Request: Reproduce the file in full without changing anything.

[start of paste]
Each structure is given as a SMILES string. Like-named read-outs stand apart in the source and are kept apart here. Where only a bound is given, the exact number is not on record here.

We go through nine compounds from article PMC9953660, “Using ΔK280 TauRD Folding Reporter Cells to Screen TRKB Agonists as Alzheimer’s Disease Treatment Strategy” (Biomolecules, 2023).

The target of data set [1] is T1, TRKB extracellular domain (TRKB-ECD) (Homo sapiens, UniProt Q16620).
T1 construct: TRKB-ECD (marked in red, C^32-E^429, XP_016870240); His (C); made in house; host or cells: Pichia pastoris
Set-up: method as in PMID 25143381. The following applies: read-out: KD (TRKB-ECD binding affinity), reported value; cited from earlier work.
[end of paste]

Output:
Each structure is given as a SMILES string. Like-named read-outs stand apart in the source and are kept apart here. Where only a bound is given, the exact number is not on record here.

We go through nine compounds from article PMC9953660, “Using ΔK280 TauRD Folding Reporter Cells to Screen TRKB Agonists as Alzheimer’s Disease Treatment Strategy” (Biomolecules, 2023).

The target of data set [1] is T1, TRKB extracellular domain (TRKB-ECD) (Homo sapiens, UniProt Q16620).
T1 construct: TRKB-ECD (marked in red, C^32-E^429, XP_016870240); His (C); made in house; host or cells: Pichia pastoris
Set-up: method as in PMID 25143381. The following applies: read-out: KD (TRKB-ECD binding affinity), reported value; cited from earlier work.